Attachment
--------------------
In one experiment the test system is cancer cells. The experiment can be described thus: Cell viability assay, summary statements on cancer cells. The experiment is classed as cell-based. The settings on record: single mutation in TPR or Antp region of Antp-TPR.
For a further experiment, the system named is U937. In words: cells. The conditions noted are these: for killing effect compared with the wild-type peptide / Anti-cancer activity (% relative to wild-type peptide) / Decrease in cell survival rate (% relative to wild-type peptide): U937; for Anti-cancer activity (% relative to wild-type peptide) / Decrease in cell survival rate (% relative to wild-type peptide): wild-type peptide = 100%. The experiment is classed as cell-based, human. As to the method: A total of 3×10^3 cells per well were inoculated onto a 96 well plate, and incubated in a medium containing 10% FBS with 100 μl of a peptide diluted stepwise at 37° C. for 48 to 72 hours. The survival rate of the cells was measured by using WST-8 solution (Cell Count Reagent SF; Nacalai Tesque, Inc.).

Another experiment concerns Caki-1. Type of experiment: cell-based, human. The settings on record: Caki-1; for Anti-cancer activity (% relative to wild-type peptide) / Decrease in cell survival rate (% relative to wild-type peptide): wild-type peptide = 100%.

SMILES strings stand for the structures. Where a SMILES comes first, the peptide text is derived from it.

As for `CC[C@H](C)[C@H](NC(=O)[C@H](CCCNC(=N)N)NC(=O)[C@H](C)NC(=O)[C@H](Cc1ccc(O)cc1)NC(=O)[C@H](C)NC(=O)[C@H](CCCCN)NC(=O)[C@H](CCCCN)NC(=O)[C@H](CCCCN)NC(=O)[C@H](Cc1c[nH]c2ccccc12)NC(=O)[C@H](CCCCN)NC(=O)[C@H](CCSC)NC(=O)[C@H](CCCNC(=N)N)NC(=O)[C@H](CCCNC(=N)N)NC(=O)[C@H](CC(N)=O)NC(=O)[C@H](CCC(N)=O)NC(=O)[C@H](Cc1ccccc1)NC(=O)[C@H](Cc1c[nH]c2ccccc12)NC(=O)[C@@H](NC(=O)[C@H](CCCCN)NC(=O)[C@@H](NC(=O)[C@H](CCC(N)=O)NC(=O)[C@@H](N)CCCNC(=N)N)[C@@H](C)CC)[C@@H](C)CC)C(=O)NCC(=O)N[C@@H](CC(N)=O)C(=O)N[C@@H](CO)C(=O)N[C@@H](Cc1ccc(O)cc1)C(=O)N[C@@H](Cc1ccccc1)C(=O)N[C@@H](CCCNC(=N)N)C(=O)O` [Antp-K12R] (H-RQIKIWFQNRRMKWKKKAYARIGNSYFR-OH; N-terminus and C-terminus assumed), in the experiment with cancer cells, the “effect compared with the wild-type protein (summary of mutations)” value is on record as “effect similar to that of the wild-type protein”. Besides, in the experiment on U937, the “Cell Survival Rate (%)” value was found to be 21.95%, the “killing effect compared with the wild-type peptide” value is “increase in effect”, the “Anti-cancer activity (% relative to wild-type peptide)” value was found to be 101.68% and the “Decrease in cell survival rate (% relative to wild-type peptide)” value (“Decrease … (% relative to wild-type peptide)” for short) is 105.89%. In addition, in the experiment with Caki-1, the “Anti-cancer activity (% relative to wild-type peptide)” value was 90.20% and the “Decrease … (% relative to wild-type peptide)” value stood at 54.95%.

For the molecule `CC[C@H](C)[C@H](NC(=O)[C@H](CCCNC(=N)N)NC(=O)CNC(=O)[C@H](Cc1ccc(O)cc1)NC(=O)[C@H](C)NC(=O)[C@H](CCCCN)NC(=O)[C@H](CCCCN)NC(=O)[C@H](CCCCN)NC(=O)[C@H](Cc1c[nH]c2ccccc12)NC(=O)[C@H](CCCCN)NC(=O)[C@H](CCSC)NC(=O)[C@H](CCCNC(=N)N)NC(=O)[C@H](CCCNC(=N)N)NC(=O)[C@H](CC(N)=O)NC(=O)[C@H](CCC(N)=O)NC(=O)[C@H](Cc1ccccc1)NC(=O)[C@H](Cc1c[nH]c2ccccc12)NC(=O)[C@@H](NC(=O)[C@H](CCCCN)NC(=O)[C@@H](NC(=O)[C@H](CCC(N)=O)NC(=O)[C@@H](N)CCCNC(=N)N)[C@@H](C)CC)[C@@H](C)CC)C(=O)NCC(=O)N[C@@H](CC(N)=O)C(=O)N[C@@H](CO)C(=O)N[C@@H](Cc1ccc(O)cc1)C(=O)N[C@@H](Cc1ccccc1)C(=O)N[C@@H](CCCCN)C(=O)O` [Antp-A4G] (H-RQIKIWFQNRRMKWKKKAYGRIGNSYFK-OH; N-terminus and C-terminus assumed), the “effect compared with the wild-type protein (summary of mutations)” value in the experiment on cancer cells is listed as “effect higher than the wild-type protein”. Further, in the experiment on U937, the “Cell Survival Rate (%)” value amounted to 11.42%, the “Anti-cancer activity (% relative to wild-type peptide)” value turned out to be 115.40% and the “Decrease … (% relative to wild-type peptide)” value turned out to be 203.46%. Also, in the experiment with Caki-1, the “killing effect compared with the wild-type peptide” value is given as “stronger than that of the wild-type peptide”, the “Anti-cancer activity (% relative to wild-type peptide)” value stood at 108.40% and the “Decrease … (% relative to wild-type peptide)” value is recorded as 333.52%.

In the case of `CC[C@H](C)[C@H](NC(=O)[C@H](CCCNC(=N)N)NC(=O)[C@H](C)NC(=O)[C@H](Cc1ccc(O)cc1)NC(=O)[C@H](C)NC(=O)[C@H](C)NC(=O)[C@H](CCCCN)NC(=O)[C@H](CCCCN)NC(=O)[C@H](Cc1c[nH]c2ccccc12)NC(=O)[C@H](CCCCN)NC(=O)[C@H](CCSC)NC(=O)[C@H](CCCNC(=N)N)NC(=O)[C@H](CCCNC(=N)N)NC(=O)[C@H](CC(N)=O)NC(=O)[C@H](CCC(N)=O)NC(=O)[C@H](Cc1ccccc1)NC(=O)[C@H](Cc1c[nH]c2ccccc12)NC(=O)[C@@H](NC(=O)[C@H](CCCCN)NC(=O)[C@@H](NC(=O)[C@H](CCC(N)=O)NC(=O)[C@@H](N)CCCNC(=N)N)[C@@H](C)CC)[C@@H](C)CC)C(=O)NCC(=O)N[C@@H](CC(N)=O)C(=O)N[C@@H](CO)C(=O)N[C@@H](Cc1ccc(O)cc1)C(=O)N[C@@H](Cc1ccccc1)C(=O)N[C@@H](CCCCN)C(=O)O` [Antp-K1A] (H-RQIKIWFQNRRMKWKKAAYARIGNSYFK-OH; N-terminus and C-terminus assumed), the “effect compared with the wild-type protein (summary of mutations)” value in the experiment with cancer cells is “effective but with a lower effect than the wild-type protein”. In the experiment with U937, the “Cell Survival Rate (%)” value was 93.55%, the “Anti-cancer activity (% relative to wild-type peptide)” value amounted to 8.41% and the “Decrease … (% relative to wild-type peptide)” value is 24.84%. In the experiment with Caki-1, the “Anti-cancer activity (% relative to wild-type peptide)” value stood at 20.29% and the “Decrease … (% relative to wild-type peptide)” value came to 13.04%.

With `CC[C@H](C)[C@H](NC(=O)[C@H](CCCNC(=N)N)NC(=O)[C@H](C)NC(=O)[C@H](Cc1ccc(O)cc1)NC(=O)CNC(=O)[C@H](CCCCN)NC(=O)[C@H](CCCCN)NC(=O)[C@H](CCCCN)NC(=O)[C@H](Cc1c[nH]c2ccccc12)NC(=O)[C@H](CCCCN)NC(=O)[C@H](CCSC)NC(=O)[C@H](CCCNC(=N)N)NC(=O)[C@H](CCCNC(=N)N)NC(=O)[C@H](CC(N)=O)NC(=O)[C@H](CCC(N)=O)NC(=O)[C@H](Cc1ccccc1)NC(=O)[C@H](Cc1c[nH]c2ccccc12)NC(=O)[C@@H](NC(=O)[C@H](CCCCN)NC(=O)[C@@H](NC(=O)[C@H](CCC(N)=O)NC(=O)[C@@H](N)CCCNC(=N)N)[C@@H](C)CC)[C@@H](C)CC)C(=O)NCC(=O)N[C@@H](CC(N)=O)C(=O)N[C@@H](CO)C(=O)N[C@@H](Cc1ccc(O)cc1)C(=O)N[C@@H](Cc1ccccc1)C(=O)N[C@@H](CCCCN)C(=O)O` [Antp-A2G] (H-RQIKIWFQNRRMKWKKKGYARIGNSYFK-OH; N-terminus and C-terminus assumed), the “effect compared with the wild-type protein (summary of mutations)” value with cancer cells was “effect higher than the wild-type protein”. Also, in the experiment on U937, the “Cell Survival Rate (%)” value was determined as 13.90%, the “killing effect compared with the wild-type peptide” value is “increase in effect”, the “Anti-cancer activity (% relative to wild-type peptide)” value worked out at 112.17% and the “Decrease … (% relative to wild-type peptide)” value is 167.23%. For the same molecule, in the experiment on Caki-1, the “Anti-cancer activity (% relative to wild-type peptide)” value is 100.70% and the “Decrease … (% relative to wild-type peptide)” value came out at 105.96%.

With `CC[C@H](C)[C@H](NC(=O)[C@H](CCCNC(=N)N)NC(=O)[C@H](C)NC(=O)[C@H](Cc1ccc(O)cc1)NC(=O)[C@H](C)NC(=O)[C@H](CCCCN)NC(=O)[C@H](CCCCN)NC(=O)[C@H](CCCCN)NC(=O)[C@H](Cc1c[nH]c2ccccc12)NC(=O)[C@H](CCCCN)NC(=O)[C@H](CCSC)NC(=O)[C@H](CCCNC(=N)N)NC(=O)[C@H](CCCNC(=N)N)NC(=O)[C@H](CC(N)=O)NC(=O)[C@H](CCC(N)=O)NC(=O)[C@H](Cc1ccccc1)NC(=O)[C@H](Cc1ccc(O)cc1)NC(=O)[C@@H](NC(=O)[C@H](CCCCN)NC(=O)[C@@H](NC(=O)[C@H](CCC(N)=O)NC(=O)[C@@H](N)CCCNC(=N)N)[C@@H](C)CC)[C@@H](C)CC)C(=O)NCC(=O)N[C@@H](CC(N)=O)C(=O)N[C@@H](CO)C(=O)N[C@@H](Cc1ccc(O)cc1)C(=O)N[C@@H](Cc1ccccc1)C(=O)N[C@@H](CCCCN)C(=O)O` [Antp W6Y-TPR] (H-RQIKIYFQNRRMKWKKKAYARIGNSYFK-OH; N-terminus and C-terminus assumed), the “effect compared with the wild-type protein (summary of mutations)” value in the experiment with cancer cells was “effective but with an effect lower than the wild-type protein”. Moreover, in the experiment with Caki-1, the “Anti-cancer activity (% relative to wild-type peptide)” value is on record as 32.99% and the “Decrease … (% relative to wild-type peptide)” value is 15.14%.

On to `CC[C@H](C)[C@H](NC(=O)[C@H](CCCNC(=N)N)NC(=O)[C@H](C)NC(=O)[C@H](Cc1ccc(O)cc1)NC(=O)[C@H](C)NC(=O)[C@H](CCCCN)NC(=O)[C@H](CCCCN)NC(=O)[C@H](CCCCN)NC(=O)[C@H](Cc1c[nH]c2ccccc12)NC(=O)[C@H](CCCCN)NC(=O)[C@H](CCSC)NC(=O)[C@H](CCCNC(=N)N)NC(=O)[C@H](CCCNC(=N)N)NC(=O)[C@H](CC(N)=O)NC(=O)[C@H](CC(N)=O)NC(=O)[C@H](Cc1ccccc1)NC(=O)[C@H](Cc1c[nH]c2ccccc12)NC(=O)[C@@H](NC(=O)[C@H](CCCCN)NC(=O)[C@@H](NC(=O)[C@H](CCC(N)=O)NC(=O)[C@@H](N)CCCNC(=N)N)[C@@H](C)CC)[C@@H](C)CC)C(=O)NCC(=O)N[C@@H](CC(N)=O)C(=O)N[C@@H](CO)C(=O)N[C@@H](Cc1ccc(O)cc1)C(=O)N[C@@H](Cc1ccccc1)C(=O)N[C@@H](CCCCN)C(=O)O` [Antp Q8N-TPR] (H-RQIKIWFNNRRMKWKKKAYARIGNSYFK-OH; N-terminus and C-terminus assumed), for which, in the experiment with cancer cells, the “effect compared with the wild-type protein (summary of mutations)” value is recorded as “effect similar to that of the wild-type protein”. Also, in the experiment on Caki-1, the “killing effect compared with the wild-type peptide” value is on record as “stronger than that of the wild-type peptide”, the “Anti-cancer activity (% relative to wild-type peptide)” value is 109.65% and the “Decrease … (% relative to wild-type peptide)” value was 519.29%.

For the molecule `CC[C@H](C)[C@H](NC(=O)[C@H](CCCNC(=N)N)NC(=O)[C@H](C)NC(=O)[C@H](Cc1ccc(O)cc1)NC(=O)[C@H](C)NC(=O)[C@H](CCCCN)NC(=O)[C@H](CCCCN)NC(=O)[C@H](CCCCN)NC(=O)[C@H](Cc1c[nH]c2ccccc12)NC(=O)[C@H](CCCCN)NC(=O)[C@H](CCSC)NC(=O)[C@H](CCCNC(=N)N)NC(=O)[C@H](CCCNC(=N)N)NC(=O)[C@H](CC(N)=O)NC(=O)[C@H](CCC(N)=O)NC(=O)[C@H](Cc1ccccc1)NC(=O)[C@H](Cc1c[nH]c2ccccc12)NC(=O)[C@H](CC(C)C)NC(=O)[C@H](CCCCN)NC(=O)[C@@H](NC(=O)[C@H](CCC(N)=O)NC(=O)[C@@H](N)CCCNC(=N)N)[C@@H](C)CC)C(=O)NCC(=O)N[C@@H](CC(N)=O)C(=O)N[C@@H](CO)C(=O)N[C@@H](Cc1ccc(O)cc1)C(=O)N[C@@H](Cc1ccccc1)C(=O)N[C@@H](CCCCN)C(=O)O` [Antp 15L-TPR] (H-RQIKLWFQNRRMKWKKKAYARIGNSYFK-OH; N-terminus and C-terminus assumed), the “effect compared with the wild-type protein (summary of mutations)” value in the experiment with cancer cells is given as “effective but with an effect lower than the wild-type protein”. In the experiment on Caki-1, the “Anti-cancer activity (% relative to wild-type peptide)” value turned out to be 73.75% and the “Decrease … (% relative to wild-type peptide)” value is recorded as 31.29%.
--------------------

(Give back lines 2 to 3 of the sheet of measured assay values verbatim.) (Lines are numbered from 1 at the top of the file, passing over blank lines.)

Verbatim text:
For a further experiment, the system named is U937. In words: cells. The conditions noted are these: for killing effect compared with the wild-type peptide / Anti-cancer activity (% relative to wild-type peptide) / Decrease in cell survival rate (% relative to wild-type peptide): U937; for Anti-cancer activity (% relative to wild-type peptide) / Decrease in cell survival rate (% relative to wild-type peptide): wild-type peptide = 100%. The experiment is classed as cell-based, human. As to the method: A total of 3×10^3 cells per well were inoculated onto a 96 well plate, and incubated in a medium containing 10% FBS with 100 μl of a peptide diluted stepwise at 37° C. for 48 to 72 hours. The survival rate of the cells was measured by using WST-8 solution (Cell Count Reagent SF; Nacalai Tesque, Inc.).

Another experiment concerns Caki-1. Type of experiment: cell-based, human. The settings on record: Caki-1; for Anti-cancer activity (% relative to wild-type peptide) / Decrease in cell survival rate (% relative to wild-type peptide): wild-type peptide = 100%.